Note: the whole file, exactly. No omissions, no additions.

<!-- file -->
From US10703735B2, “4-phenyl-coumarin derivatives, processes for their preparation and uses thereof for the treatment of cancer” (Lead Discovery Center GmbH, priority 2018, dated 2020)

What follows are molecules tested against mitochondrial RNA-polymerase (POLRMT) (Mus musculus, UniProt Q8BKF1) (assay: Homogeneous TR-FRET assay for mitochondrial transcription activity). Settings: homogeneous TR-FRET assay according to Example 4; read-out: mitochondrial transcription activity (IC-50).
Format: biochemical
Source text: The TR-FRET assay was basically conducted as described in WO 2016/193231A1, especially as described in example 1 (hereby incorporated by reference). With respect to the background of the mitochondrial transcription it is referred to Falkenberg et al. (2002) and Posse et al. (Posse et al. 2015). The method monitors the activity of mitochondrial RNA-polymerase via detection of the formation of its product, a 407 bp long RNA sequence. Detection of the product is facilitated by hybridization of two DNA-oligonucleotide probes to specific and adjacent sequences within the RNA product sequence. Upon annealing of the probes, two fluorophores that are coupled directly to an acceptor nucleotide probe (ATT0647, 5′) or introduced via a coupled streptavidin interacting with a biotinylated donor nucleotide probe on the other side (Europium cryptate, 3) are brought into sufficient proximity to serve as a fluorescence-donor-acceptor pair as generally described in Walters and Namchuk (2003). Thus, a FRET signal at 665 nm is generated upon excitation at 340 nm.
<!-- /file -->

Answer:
From US10703735B2, “4-phenyl-coumarin derivatives, processes for their preparation and uses thereof for the treatment of cancer” (Lead Discovery Center GmbH, priority 2018, dated 2020)

What follows are molecules tested against mitochondrial RNA-polymerase (POLRMT) (Mus musculus, UniProt Q8BKF1) (assay: Homogeneous TR-FRET assay for mitochondrial transcription activity). Settings: homogeneous TR-FRET assay according to Example 4; read-out: mitochondrial transcription activity (IC-50).
Format: biochemical
Source text: The TR-FRET assay was basically conducted as described in WO 2016/193231A1, especially as described in example 1 (hereby incorporated by reference). With respect to the background of the mitochondrial transcription it is referred to Falkenberg et al. (2002) and Posse et al. (Posse et al. 2015). The method monitors the activity of mitochondrial RNA-polymerase via detection of the formation of its product, a 407 bp long RNA sequence. Detection of the product is facilitated by hybridization of two DNA-oligonucleotide probes to specific and adjacent sequences within the RNA product sequence. Upon annealing of the probes, two fluorophores that are coupled directly to an acceptor nucleotide probe (ATT0647, 5′) or introduced via a coupled streptavidin interacting with a biotinylated donor nucleotide probe on the other side (Europium cryptate, 3) are brought into sufficient proximity to serve as a fluorescence-donor-acceptor pair as generally described in Walters and Namchuk (2003). Thus, a FRET signal at 665 nm is generated upon excitation at 340 nm.